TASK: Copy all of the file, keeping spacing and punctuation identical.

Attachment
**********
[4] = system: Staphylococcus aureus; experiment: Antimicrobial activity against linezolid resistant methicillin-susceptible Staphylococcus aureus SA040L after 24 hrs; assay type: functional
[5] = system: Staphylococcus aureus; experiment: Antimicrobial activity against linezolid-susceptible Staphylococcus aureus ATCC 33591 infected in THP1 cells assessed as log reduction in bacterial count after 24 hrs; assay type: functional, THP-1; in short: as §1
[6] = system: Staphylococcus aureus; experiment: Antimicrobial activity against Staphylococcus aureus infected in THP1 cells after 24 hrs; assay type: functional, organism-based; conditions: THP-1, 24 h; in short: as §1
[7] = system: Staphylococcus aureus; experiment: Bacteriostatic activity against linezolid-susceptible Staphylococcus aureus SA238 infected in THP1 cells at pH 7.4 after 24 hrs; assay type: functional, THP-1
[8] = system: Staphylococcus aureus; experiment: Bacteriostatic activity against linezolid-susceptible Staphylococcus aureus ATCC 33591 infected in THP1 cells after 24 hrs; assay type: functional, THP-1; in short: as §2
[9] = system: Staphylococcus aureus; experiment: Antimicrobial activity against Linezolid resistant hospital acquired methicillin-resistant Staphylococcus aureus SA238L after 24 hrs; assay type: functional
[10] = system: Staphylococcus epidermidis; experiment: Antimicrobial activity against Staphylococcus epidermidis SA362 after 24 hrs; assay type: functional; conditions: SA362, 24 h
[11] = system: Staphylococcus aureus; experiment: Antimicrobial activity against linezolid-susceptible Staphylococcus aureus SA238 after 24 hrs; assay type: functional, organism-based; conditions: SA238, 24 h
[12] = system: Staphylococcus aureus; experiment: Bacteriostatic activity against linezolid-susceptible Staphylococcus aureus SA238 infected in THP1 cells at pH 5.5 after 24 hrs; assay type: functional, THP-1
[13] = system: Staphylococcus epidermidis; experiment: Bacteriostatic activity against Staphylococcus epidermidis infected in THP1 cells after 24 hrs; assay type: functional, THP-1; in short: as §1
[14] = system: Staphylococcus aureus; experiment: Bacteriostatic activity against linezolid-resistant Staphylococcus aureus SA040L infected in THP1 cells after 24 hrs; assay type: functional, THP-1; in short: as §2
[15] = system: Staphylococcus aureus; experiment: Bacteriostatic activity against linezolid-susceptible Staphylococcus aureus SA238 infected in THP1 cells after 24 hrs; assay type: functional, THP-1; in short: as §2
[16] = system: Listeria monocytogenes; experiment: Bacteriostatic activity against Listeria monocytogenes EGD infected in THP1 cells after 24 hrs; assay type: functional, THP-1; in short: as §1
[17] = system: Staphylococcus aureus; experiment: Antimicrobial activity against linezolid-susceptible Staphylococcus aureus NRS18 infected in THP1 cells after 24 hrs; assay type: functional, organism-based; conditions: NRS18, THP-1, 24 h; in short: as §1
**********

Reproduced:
[4] = system: Staphylococcus aureus; experiment: Antimicrobial activity against linezolid resistant methicillin-susceptible Staphylococcus aureus SA040L after 24 hrs; assay type: functional
[5] = system: Staphylococcus aureus; experiment: Antimicrobial activity against linezolid-susceptible Staphylococcus aureus ATCC 33591 infected in THP1 cells assessed as log reduction in bacterial count after 24 hrs; assay type: functional, THP-1; in short: as §1
[6] = system: Staphylococcus aureus; experiment: Antimicrobial activity against Staphylococcus aureus infected in THP1 cells after 24 hrs; assay type: functional, organism-based; conditions: THP-1, 24 h; in short: as §1
[7] = system: Staphylococcus aureus; experiment: Bacteriostatic activity against linezolid-susceptible Staphylococcus aureus SA238 infected in THP1 cells at pH 7.4 after 24 hrs; assay type: functional, THP-1
[8] = system: Staphylococcus aureus; experiment: Bacteriostatic activity against linezolid-susceptible Staphylococcus aureus ATCC 33591 infected in THP1 cells after 24 hrs; assay type: functional, THP-1; in short: as §2
[9] = system: Staphylococcus aureus; experiment: Antimicrobial activity against Linezolid resistant hospital acquired methicillin-resistant Staphylococcus aureus SA238L after 24 hrs; assay type: functional
[10] = system: Staphylococcus epidermidis; experiment: Antimicrobial activity against Staphylococcus epidermidis SA362 after 24 hrs; assay type: functional; conditions: SA362, 24 h
[11] = system: Staphylococcus aureus; experiment: Antimicrobial activity against linezolid-susceptible Staphylococcus aureus SA238 after 24 hrs; assay type: functional, organism-based; conditions: SA238, 24 h
[12] = system: Staphylococcus aureus; experiment: Bacteriostatic activity against linezolid-susceptible Staphylococcus aureus SA238 infected in THP1 cells at pH 5.5 after 24 hrs; assay type: functional, THP-1
[13] = system: Staphylococcus epidermidis; experiment: Bacteriostatic activity against Staphylococcus epidermidis infected in THP1 cells after 24 hrs; assay type: functional, THP-1; in short: as §1
[14] = system: Staphylococcus aureus; experiment: Bacteriostatic activity against linezolid-resistant Staphylococcus aureus SA040L infected in THP1 cells after 24 hrs; assay type: functional, THP-1; in short: as §2
[15] = system: Staphylococcus aureus; experiment: Bacteriostatic activity against linezolid-susceptible Staphylococcus aureus SA238 infected in THP1 cells after 24 hrs; assay type: functional, THP-1; in short: as §2
[16] = system: Listeria monocytogenes; experiment: Bacteriostatic activity against Listeria monocytogenes EGD infected in THP1 cells after 24 hrs; assay type: functional, THP-1; in short: as §1
[17] = system: Staphylococcus aureus; experiment: Antimicrobial activity against linezolid-susceptible Staphylococcus aureus NRS18 infected in THP1 cells after 24 hrs; assay type: functional, organism-based; conditions: NRS18, THP-1, 24 h; in short: as §1